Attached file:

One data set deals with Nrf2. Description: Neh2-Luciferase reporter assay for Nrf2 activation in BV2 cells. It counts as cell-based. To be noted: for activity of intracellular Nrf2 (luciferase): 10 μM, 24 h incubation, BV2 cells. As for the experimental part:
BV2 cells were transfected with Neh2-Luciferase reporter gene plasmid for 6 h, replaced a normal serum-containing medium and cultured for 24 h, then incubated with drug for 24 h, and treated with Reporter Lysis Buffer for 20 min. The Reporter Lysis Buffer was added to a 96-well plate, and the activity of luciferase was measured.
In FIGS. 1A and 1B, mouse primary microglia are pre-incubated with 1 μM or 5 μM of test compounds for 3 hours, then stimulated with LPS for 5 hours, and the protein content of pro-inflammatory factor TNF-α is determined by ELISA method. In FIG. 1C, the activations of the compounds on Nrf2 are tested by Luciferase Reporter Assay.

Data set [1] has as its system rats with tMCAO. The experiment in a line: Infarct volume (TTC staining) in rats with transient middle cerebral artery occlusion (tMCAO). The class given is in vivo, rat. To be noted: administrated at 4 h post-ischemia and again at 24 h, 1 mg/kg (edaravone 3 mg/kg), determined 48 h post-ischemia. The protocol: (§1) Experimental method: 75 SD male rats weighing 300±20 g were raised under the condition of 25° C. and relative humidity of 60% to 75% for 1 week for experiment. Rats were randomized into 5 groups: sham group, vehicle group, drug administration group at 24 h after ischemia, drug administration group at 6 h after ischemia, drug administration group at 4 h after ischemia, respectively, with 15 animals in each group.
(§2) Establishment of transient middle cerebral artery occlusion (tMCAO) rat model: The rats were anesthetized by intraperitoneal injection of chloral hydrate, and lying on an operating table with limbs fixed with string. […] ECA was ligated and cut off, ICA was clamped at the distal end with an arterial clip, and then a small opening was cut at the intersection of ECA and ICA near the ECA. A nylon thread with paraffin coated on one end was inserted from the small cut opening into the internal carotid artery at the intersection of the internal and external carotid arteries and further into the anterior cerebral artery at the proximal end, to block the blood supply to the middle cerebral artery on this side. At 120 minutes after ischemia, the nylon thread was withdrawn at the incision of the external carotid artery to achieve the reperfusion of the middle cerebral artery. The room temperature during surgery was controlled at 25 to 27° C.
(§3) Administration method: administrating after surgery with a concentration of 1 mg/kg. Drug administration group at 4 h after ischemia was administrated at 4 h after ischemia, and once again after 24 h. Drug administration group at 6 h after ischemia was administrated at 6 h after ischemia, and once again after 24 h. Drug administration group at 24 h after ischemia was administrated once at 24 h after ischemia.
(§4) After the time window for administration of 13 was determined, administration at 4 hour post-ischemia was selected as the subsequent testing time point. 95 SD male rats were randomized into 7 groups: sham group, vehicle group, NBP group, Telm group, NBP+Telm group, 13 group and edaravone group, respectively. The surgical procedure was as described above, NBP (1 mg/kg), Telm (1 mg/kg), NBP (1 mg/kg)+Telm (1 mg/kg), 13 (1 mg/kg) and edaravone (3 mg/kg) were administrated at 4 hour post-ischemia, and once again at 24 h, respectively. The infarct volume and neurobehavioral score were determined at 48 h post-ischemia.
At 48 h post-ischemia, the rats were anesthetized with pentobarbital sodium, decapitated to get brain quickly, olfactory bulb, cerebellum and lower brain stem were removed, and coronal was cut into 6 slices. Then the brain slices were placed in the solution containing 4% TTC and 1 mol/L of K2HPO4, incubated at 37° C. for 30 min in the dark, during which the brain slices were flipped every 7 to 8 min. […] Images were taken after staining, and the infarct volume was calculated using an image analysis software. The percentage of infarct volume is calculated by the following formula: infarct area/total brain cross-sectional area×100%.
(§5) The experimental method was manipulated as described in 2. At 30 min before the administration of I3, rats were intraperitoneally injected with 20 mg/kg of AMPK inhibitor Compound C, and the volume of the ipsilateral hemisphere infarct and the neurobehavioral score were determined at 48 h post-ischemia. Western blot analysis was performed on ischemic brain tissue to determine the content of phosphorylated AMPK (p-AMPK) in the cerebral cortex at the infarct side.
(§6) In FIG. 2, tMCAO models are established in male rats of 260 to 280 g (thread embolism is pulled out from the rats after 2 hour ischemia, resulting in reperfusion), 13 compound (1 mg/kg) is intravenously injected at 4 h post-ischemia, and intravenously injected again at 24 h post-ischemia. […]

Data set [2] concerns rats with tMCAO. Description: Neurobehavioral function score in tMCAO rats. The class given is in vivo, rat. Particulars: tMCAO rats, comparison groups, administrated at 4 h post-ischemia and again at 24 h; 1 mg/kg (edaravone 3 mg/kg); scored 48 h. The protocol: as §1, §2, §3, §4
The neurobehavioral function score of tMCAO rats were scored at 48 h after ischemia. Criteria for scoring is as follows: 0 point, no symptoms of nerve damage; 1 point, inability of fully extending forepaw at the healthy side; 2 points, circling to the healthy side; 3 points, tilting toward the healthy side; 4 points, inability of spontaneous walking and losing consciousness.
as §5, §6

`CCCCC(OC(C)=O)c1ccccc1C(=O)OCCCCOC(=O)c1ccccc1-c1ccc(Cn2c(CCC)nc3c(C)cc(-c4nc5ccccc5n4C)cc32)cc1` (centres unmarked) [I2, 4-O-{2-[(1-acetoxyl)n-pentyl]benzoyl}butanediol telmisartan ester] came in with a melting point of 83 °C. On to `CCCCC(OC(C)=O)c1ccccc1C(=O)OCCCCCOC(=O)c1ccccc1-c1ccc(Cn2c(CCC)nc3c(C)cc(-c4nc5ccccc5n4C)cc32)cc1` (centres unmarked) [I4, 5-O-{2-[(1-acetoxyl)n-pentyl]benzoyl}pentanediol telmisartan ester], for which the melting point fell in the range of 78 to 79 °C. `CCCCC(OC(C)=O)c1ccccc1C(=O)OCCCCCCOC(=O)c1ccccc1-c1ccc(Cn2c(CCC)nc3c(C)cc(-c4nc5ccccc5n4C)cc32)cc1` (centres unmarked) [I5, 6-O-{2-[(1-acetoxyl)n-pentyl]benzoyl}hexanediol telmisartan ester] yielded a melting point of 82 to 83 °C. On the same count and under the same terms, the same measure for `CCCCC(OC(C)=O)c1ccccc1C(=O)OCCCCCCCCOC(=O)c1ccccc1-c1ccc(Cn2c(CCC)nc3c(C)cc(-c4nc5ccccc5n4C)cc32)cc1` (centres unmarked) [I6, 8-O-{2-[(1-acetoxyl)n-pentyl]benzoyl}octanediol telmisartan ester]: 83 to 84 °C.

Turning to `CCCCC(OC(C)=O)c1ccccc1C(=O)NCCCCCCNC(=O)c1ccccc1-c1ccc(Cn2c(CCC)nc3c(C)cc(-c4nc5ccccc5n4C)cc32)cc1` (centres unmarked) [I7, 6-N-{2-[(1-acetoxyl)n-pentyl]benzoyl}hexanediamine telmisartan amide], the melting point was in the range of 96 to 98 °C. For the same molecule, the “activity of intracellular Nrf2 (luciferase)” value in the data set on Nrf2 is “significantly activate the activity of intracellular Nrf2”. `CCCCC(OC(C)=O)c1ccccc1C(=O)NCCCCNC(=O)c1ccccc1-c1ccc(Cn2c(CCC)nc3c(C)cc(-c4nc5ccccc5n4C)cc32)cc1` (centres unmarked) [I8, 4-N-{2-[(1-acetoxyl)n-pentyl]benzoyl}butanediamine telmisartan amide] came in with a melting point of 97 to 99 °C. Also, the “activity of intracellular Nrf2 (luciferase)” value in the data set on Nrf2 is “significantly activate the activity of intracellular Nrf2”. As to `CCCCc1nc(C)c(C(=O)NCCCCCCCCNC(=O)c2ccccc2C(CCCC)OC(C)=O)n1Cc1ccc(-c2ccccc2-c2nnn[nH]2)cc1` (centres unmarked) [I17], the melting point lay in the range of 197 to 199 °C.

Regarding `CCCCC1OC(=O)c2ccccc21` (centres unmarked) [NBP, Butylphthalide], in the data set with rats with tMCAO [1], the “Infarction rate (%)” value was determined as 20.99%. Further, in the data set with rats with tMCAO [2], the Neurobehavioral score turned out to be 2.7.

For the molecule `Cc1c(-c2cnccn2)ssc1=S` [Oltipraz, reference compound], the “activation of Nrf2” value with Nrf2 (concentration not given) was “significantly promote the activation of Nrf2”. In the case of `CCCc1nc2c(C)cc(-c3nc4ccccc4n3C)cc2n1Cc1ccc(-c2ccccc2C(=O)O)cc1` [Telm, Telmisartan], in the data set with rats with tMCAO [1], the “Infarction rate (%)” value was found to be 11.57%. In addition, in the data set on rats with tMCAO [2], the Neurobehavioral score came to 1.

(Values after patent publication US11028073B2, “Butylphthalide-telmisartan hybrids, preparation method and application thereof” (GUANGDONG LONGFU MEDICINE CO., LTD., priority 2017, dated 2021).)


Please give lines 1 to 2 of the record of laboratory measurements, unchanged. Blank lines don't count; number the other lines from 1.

One data set deals with Nrf2. Description: Neh2-Luciferase reporter assay for Nrf2 activation in BV2 cells. It counts as cell-based. To be noted: for activity of intracellular Nrf2 (luciferase): 10 μM, 24 h incubation, BV2 cells. As for the experimental part:
BV2 cells were transfected with Neh2-Luciferase reporter gene plasmid for 6 h, replaced a normal serum-containing medium and cultured for 24 h, then incubated with drug for 24 h, and treated with Reporter Lysis Buffer for 20 min. The Reporter Lysis Buffer was added to a 96-well plate, and the activity of luciferase was measured.